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The film The Reader by Stephen Daldry is based on the cognominal novel written by Bernhard Schlink. The plot develops around the concept of German guilt present to German society even decades after World War II. After the war and after the fail of the Nazi regime, people started waking up and trying to comprehend what happened during the last years and who was guilty. Hardly any ethical theory would argue that killing millions of people in concentration camps was right. Still, the dilemma is whether it is right to condemn a person who was acting correspondingly to the laws of that period, along with thousands of others.
Plot Summary and the Ethical Dilemma
The protagonist Michael Berg, a fifteen-year-old youth, meets Hanna Schmidt, a significantly older woman who works as a tram conductor. Their relationship quickly becomes close and intimate, but there is a lot of secrecy about Hanna. She reluctantly tells him her name when they meet for the third time and speaks neither of her past nor about any of her relatives or friends. She always asks Michael to read to her, although she never takes a book herself.
One day she disappears out of town, and Michael hears of her only when he is a student at a University in a law department. His group observes trials on the war crimes as a part of one of their law courses, and he sees Hanna among the defendants. She is tried for being a guard at Auschwitz, one of the concentration camps, where she was responsible for picking people for other camps where they were going to die. Along with the other five defendants, she is questioned about the fire in which many of the prisoners were killed.
In the court, Hanna reveals the dilemma which is behind the process, claiming that they all did that. She probably meant herself and other defendants who were working with her as guards. However, we can consider it as the author’s reference to the whole society that allowed such crimes to happen. Hanna clearly demonstrates that she does not understand what wrong she did as her actions were considered legal and normal at that time.
She is surprised and confused by the hypocrisy of the judges and her co-defendants, who act as if they do not remember that period and as if they were not part of that society. For her inability to say “it was not me, someone other did that,” she is convicted of a life sentence.
Although the central dramatic development takes place in court, the scene that represents the author’s ideas occurs in the University class. The professor explains his vision as follows: “Societies think they operate by something called morality, but they don’t. They operate by something called law… The question is never, “Was it wrong?” but “Was it legal?” And not by our laws. By the laws of the time” (The Reader).
This viewpoint diminishes the guilt of individuals who were acting according to law. However, it emphasizes that the fault is probably in the laws, and those who implemented it are guilty. The professor then argues: “On the other hand, I suspect, people who kill other people tend to be aware that it is wrong” (The Reader). This statement means that people have their moral imperative, which does not depend on laws. This idea, in its narrow sense, may relate to the convicts of the trial, but in a broad meaning, it touches everyone who knew what was going on and accepted it as normal.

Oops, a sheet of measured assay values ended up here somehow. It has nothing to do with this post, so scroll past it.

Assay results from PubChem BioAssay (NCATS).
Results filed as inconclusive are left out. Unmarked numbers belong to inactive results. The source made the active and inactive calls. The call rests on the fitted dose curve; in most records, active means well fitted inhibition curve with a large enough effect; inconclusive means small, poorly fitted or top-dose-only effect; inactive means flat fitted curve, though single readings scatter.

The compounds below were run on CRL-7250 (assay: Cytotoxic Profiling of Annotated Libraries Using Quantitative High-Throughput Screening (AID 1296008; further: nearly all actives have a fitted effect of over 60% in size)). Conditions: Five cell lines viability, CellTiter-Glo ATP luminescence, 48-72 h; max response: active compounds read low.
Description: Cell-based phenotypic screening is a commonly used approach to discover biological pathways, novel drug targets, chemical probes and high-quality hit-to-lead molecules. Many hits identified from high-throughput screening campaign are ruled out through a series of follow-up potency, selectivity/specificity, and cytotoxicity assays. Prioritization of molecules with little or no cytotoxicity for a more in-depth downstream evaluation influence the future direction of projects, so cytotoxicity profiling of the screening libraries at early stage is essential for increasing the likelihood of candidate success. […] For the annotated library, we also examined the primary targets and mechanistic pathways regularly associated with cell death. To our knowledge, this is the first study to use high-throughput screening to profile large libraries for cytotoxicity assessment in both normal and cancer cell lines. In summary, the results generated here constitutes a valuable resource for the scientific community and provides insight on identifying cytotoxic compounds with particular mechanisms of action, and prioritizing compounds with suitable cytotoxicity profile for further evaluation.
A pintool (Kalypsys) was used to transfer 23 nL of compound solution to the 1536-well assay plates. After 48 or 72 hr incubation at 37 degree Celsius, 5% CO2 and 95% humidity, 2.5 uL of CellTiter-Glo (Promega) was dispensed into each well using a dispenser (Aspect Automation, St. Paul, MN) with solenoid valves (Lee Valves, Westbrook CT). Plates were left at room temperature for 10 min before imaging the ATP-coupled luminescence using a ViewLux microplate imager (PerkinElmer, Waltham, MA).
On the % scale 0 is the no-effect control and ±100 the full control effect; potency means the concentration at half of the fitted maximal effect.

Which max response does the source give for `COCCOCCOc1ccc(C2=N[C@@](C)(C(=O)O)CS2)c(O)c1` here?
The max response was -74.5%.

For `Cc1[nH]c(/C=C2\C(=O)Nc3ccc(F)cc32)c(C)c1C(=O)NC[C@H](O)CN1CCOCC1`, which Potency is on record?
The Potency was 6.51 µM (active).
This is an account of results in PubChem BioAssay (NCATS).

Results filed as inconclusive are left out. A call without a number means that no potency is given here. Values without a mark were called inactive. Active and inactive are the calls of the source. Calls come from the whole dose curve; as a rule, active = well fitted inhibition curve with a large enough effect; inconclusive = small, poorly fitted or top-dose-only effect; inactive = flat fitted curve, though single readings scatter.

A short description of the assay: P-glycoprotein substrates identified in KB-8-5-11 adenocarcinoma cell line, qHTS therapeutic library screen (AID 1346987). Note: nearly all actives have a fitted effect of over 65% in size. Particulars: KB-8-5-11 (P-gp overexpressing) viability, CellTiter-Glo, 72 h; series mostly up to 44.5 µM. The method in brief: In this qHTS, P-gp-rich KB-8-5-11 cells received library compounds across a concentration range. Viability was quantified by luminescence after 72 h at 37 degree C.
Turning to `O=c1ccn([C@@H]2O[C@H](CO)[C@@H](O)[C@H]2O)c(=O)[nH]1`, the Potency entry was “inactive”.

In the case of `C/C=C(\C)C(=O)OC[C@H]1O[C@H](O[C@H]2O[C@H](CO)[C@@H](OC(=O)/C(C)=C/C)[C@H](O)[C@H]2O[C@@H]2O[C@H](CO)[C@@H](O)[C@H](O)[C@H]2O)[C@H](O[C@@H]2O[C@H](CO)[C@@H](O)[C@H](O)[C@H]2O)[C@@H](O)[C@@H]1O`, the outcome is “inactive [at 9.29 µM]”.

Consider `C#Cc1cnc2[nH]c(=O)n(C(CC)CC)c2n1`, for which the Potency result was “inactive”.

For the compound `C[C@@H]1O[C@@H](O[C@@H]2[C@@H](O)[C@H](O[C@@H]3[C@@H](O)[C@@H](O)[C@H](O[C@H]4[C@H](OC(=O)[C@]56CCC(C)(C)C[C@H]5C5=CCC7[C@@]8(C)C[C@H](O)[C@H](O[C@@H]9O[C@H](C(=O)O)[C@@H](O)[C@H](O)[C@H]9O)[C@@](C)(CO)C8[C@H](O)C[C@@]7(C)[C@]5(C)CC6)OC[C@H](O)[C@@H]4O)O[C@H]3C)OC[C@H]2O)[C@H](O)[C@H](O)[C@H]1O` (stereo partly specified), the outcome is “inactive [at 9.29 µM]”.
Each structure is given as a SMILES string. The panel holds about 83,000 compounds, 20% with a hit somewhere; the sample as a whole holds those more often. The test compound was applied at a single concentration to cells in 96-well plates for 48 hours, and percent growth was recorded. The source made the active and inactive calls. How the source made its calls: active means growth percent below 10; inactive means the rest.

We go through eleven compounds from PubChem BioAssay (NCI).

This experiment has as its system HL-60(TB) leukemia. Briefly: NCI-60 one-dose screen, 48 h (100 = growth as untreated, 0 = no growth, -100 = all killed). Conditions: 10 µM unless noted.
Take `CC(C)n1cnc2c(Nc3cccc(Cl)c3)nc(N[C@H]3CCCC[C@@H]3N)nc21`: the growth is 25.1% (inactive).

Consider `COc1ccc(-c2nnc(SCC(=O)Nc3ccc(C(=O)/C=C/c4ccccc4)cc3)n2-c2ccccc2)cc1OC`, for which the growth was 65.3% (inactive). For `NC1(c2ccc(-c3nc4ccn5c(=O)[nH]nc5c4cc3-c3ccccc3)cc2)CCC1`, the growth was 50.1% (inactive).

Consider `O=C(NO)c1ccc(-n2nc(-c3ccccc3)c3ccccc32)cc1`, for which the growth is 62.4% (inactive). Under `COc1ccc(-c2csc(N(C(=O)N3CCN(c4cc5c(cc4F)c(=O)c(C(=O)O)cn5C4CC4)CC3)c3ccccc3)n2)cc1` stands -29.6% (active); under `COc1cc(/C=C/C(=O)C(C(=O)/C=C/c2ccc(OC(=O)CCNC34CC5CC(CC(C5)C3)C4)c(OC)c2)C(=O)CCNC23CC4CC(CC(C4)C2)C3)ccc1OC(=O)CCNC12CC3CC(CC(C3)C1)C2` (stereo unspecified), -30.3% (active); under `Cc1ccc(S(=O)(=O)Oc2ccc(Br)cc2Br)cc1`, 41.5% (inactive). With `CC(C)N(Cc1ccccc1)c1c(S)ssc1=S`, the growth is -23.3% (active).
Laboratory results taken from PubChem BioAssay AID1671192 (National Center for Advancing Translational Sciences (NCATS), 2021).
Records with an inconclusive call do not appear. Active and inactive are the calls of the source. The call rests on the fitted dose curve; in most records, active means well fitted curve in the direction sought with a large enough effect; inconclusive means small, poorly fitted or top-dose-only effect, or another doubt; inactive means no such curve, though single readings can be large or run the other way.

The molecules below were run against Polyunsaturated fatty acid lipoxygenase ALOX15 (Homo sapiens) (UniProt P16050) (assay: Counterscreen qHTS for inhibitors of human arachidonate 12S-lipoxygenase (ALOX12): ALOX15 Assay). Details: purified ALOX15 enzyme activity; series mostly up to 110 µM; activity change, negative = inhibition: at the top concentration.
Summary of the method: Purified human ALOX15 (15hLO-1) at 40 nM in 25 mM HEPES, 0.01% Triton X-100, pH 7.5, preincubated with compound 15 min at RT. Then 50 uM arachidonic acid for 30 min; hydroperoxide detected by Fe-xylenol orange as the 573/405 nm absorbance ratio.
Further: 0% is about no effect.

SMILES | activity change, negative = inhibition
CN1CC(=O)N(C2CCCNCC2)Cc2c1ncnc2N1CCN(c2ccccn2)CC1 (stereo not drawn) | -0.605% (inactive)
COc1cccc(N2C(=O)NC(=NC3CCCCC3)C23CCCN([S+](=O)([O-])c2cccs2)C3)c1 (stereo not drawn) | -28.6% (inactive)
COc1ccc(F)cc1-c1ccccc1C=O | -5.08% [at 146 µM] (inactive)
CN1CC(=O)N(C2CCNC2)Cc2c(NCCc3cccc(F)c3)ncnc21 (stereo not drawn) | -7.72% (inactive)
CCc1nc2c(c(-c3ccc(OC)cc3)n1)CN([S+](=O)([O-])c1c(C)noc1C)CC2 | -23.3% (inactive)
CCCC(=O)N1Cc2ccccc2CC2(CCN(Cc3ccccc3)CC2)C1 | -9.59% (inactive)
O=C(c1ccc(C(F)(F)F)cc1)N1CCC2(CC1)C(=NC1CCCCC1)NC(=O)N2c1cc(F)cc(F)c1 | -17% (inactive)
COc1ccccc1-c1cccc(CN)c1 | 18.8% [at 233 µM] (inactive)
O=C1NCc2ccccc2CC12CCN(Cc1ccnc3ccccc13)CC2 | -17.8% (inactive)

The Perspective of the Ethical Theories on the Dilemma
Moral dilemmas are situations in decision making between two alternatives, neither of which is unanimously accepted and right. It usually arises in the case of conflict between two rule systems, for example, law and morality, when siding with one imperative results in crossing the other. The dilemma presented in The Reader concerns the choice between social or legal norms and moral regulations. The ethical theories can be roughly divided into those that emphasize formal rules and regulations and those that recognize the existence and meaning of morality, disregarding laws.
The theory of Positive Law implies the supremacy of human-made law on all aspects of life. According to this theory, everything that is legal is right, and no trials of the Nazis who acted according to the laws should happen. It mitigates the guilt of specific individuals who did not create those laws. However, the crimes of World War II are so clamant that they should not be recognized as legal and forgotten. Such situations help to reveal the drawbacks of Positive Law theory, as they prove that laws can be wrong.
On the contrary, Natural Law theory focuses on the imperatives that are universal for the whole of humanity at all times. Formal laws may change under different governments, and it is often difficult to adapt to a new way of thinking imposed from above. Natural Law is the opposition to dictatorship regimes as it grants freedom and human rights to all nations. According to this theory, the crimes that the guards committed are wrong. However, natural law does not account for the influence that propaganda and formal law may have on human morality.